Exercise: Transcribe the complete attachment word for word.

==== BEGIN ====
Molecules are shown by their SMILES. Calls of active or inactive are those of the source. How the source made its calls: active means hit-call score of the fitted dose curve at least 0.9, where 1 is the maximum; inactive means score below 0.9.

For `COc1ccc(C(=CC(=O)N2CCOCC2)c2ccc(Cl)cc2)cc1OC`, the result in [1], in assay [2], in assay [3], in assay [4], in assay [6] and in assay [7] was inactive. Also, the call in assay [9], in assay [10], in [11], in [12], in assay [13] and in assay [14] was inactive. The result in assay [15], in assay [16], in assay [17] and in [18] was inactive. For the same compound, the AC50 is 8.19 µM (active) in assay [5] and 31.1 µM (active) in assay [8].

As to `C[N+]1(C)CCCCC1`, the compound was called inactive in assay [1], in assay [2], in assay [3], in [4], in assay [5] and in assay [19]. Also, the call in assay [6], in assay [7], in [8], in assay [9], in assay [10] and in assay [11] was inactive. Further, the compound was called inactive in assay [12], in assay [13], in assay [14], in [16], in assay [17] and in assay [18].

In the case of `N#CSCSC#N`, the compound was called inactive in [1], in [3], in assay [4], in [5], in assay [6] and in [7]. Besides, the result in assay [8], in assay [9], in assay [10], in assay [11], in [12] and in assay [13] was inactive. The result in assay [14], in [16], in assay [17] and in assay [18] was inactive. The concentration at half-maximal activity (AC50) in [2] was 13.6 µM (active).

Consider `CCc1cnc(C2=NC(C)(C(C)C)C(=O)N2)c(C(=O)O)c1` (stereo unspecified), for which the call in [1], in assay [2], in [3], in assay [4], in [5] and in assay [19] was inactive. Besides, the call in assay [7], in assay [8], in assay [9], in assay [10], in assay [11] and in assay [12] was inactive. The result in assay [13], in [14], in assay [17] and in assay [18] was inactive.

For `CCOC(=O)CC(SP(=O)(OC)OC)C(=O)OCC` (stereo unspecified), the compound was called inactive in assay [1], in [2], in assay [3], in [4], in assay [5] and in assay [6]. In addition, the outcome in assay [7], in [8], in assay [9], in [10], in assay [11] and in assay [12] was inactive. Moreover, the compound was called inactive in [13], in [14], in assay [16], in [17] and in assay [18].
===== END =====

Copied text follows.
Molecules are shown by their SMILES. Calls of active or inactive are those of the source. How the source made its calls: active means hit-call score of the fitted dose curve at least 0.9, where 1 is the maximum; inactive means score below 0.9.

For `COc1ccc(C(=CC(=O)N2CCOCC2)c2ccc(Cl)cc2)cc1OC`, the result in [1], in assay [2], in assay [3], in assay [4], in assay [6] and in assay [7] was inactive. Also, the call in assay [9], in assay [10], in [11], in [12], in assay [13] and in assay [14] was inactive. The result in assay [15], in assay [16], in assay [17] and in [18] was inactive. For the same compound, the AC50 is 8.19 µM (active) in assay [5] and 31.1 µM (active) in assay [8].

As to `C[N+]1(C)CCCCC1`, the compound was called inactive in assay [1], in assay [2], in assay [3], in [4], in assay [5] and in assay [19]. Also, the call in assay [6], in assay [7], in [8], in assay [9], in assay [10] and in assay [11] was inactive. Further, the compound was called inactive in assay [12], in assay [13], in assay [14], in [16], in assay [17] and in assay [18].

In the case of `N#CSCSC#N`, the compound was called inactive in [1], in [3], in assay [4], in [5], in assay [6] and in [7]. Besides, the result in assay [8], in assay [9], in assay [10], in assay [11], in [12] and in assay [13] was inactive. The result in assay [14], in [16], in assay [17] and in assay [18] was inactive. The concentration at half-maximal activity (AC50) in [2] was 13.6 µM (active).

Consider `CCc1cnc(C2=NC(C)(C(C)C)C(=O)N2)c(C(=O)O)c1` (stereo unspecified), for which the call in [1], in assay [2], in [3], in assay [4], in [5] and in assay [19] was inactive. Besides, the call in assay [7], in assay [8], in assay [9], in assay [10], in assay [11] and in assay [12] was inactive. The result in assay [13], in [14], in assay [17] and in assay [18] was inactive.

For `CCOC(=O)CC(SP(=O)(OC)OC)C(=O)OCC` (stereo unspecified), the compound was called inactive in assay [1], in [2], in assay [3], in [4], in assay [5] and in assay [6]. In addition, the outcome in assay [7], in [8], in assay [9], in [10], in assay [11] and in assay [12] was inactive. Moreover, the compound was called inactive in [13], in [14], in assay [16], in [17] and in assay [18].